I stepped into the gift shop to find girls and then a water closet and when I stepped out I was shocked – I could see all the way across the patio… and even the near-by summit that had been completely shrouded in fog the entire day. I quickly hustled out with camera in hand and snapped a few pictures. I saw the trail to the highest peak beside me and I quickly headed up the final 300 feet toward the now- visible summit. I had not gone far before the clouds began to close in again. I realized I had gotten exactly what I had asked for although now having a taste, desire for more sprang up tempting me back into the self-centered funk I had been in earlier.

“NO! God, you have been good to me. Lord, I thank you for the glimpse that you have given me. It was beautiful. And I loved the fact that across on the summit opposite me there was a cross.”

I remembered at that moment that our guide explained how the mountain got it’s name. Surprisingly it is named after Pontius Pilate. It seems that when he died, no one was willing to take his remains. So, they brought them to this mountain and threw them in a lake. The irony that on the mountain where Pontius Pilate’s remains may lie, there is a beautiful cross just resonated God’s greatness.

At that moment, I sensed the Holy Spirit whisper, “Do you trust me?”

“Yes, Lord, I trust you”

At that moment, for about 3 seconds, a single ray of light broke through the cloud and illuminated me and the trail where I was standing. While that thrilled me, I sensed I was to hike on to the top. The clouds quickly swirled back around me, but I pressed on. In less than 5 minutes I was at the top. As I arrived the clouds opened again for about 3 minutes. I did something a little uncharacteristic for me. Instead of whipping up my camera and snapping dozens of shots, I moved from side to side soaking it in and praising God. I did get a few shots before the clouds completely settled back in, but I mainly just worshipped.

There was one other thought that I believe was a gift from the Lord. One of the shots that you will see is of the cross on the other summit. It was clearly seen when I first got to the top, but I didn’t take the picture until it was almost obscured again. I was a little sad when the fog closed back in and I couldn’t see the cross. That was when the Holy Spirit spoke to me again. “Do not worry. Like that cross which is still there even though you don’t see it, I am always with you.”

 

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The start of the first chair lift in Kriens.

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Two happy tourists – our daughter Rhiannon and my photography padewan, Jeff.  He’s also our son-in-law.

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Just getting started.  About 1500 – 2000 feet up I believe.

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Just about to enter the first cable house.  Still 15 minutes to go in this car.

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The distance from cable house one to cable house two where we exited to the final cable car.

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View back to cable car house one.  You can see the Swiss central highlands spread out past Lake Lucerne.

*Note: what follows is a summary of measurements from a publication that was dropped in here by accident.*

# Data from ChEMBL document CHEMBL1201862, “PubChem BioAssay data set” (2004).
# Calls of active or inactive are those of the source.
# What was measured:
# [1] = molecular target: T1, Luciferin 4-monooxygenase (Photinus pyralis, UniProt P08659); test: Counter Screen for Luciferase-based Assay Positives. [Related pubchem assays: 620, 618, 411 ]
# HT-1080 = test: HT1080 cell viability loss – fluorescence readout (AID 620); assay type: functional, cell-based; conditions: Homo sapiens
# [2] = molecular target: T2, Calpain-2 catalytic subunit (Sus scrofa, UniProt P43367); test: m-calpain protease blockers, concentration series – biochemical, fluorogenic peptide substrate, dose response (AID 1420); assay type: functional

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Cable Car house two and our first exit.  Elevation about 4000 feet and just under the clouds.

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This high valley had a ropes course, a toboggan ride, and other extreme sports activities.  We had to wait about 10 minutes for the 30 person cable car to the top.

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Sign showing our trip.

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In the 30 passenger cable car heading out from the station.

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Last view before going into the clouds.

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This was one of the clearer shots when we first arrived.  These horns were so mournful when we hiked around and could hear the sound in the deep fog.  One other remembrance – when the fog lifted, the guy was playing Amazing Grace.  I don’t know if he started before or after the fog lifted, but it was so cool.

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Jeff as we head up to the mini-summit.

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Jeff at the foot of the cross.

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Me at the cross.  See how deep the fog is.  This was true for almost the entire first hour we were up here.

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Look how steep the “not steep” side of the trail was.  We were a good ways into the alpine region above the tree-line.

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I am on the steep side of the mountain.  The Swiss girls took my picture for me.

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This was what I saw when I came out of the water closet.  That is the mini-summit where Jeff and I had hiked about an hour earlier.

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Another shot during the first brief opening in the clouds.

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View over the gift shop during the first opening, but as the clouds were sweeping back in.

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View at the highest point I hiked to on Mt Pilatus – summit Esel at 2118 meters or 4000 feet.

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The entire moutaintop at the clouds begin to settle back in.

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Summit Tomlishorn, a little higher at 2138 meters.  This is where the cross I mention in the story is.  This is my wide angle lens so it is so far away it is hard to see.

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The cross on the summit of Tomlishorn, the highest peak of Mt Pilatus.